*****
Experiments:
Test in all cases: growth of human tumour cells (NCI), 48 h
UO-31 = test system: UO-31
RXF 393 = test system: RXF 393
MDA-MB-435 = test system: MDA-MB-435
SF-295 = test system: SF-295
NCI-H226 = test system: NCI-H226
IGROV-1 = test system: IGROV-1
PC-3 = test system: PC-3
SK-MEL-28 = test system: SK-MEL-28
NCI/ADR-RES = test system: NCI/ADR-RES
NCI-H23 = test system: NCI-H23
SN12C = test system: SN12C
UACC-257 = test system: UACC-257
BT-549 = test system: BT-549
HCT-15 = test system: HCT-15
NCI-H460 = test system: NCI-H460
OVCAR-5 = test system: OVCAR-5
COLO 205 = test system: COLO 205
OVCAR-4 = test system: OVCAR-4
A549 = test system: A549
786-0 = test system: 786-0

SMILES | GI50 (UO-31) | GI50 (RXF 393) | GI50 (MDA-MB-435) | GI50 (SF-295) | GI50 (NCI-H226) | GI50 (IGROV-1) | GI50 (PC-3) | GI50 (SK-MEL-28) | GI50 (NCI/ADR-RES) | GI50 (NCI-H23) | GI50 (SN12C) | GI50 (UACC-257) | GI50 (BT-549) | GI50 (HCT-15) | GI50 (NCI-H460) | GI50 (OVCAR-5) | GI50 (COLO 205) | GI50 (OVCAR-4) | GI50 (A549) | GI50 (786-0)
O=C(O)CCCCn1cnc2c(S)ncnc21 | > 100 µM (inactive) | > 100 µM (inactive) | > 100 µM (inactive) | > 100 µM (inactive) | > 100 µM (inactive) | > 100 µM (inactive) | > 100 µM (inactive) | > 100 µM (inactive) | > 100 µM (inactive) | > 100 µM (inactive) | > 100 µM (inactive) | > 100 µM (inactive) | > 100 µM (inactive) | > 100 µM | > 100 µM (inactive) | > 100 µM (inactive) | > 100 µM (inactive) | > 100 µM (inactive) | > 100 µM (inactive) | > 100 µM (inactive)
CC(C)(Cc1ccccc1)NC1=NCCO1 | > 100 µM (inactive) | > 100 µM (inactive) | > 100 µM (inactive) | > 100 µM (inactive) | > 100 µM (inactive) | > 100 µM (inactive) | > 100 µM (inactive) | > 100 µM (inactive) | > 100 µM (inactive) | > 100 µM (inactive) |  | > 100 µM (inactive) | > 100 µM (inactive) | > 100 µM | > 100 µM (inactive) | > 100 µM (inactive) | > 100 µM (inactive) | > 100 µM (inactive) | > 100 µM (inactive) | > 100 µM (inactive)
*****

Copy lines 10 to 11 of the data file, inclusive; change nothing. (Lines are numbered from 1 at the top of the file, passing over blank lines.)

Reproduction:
SK-MEL-28 = test system: SK-MEL-28
NCI/ADR-RES = test system: NCI/ADR-RES